When Future Shop started here in Vancouver more than 25 years ago, big-box stores didn't really exist. If you wanted a TV, a boom box or Walkman, or a washer-dryer set, you'd probably visit a department store like Sears, Eaton's, Woodward's, or The Bay. For higher-end stereo equipment, a specialty hi-fi retailer, or a records-and-stereos store like A&B Sound, would do the trick.
Personal computers, such as they were, came from nerdy computer stores like The Byte Shop, Minitronics, or ComputerLand. Cameras? Either the department store or a photo shop like Lens & Shutter or Leo's. Electronic hobbyists often shopped at Radio Shack. You wouldn't expect to find everything in one place.
The first Future Shops didn't change that very much. They weren't big boxes either, but tended to be tucked into strip malls or other retail zones. They did offer low prices, modeled after the crazy discount electronics shops familiar to citizens of New York and other big U.S. cities. They expanded quickly, moving into larger warehouse-style buildings and buying in bulk, and by the '90s they were the largest electronics chain in Canada. They still are.
A couple of days ago, Future Shop's PR firm invited a few of us bloggers (as part of a bigger media and VIP crew) to the reopening of their renovated Park Royal outlet in West Vancouver. There were red carpets, wine and snacks, tours, and promotional stuff (I got a free Bluetooth headset in my schwag bag). It's the first in a series of renovations of their stores across the country in coming months.
The change isn't massive: the store still has the familiar red and white colours. There are the usual departments, digital cameras over here, TVs over there, video games in their own new section on the other side. There's a new central hub, with specialist staff to help people get different types of devices connected together. The company has expanded its installation service (now called "Connect Pro") for putting in home theatre systems and so on. There's a mini-Apple Store inside too. But the store still looks and feels like a big box electronics retailer, which it is.
The changes are a response to the fact that consumer electronics retailing has changed massively in the past decade. Stores like Future Shop (and its parent U.S. company Best Buy, which bought out Future Shop a few years ago), and general big box stores like Wal-Mart, Costco, Canadian Tire, and even hugely expanded supermarket and pharmacy chains like the Real Canadian Superstore and London Drugs, now dominate.
Sears and The Bay soldier on, but Eaton's and Woodward's are long gone. A&B Sound is in trouble. Lens & Shutter and Leo's are still around too, and there are new places like the Apple Store. But many of us shop online (even when we buy from Future Shop itself).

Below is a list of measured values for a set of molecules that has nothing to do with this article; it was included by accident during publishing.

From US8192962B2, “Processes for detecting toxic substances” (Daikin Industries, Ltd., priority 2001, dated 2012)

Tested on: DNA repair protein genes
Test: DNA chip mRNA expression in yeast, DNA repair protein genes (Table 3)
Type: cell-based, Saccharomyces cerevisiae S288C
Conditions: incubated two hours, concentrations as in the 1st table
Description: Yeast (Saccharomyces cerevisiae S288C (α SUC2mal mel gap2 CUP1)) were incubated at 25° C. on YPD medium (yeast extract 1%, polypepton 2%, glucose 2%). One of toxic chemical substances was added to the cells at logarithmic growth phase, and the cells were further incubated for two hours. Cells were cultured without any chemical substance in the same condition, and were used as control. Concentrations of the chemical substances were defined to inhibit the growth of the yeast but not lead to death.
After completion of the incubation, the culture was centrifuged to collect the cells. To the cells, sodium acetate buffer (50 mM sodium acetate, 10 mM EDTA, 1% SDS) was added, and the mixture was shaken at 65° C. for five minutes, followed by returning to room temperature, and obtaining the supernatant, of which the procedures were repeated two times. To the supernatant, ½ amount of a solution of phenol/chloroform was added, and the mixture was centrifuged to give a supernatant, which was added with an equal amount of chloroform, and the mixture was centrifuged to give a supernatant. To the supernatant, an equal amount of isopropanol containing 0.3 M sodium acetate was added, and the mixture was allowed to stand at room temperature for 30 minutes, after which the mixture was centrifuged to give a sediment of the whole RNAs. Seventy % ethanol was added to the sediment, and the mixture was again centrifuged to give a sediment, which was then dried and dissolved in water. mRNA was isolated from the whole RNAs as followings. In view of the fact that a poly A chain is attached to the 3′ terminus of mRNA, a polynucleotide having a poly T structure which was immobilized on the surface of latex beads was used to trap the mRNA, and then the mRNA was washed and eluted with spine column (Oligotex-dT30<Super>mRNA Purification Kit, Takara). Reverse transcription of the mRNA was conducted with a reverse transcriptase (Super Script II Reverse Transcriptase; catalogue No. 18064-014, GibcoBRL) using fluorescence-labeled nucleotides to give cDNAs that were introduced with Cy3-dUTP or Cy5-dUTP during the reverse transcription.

Perhaps the biggest pressure on Future Shop comes from its sister company Best Buy, which has been opening big stores across Canada throughout the decade. One of the newest, a 10-minute walk from my house in Burnaby, is itself only 5 minutes from a Future Shop. The stores stock similar products, the websites work similarly, and for many people it's hard to distinguish between the two, except that Best Buy is blue and yellow.
The biggest difference doesn't work in Future Shop's favour: its salespeople work on commission, while Best Buy's don't (and Best Buy's ads make a point of it). Anyone who's shopped at Future Shop over the years knows the sales pressure that descends on you in the store, especially if you fit the profile of a big spender. Then there's the extended-warranty spiel, and the segregated checkouts for those just picking something off the shelf (long lines) or those who've worked with a salesperson (short to no lines).
It doesn't generally make for a great shopping experience, which is why I'll usually head to Best Buy or London Drugs to buy a new external hard drive or whatever I need in a pinch.
Future Shop isn't changing the commission system, but it is trying to reinforce that its commission sales staff receive significant training and should know their stuff. The new store is supposed to be set up to be more helpful and inviting, more boutiquey. Whether it succeeds, especially after the renovations are no longer so brand new, is an open question. Even on this first day, I could still feel the slightly-too-keen tension in the sales staff that tells you they're on commission. That's hard to hide.
However, looking around, I was impressed that the camera section, for instance, had a decent selection of models, even up to the medium-high end, from many of the major manufacturers, with display cases for Canon and Nikon in particular. But even on opening day, some of the display pods were mysteriously empty, and most of the cameras weren't functional because they had no batteries or other power, or lenses attached. It wouldn't be my first choice to buy a new SLR.
I might consider my local Future Shop if I were in the market for a flat-panel TV or a video game system, or something simple like an iPod, but probably not a computer or a washing machine. Electronics is largely a commodity business: no retailer can win on low prices alone, especially competing with online shopping.
The new West Van Future Shop is certainly an improvement over most of the company's stores. Yet I don't know if it's enough to keep the company expanding and fending off the competition. The change isn't big enough for me to make a special trip to West Vancouver to visit it without the free wine and snacks. But I will drop in next time I'm in the neighbourhood.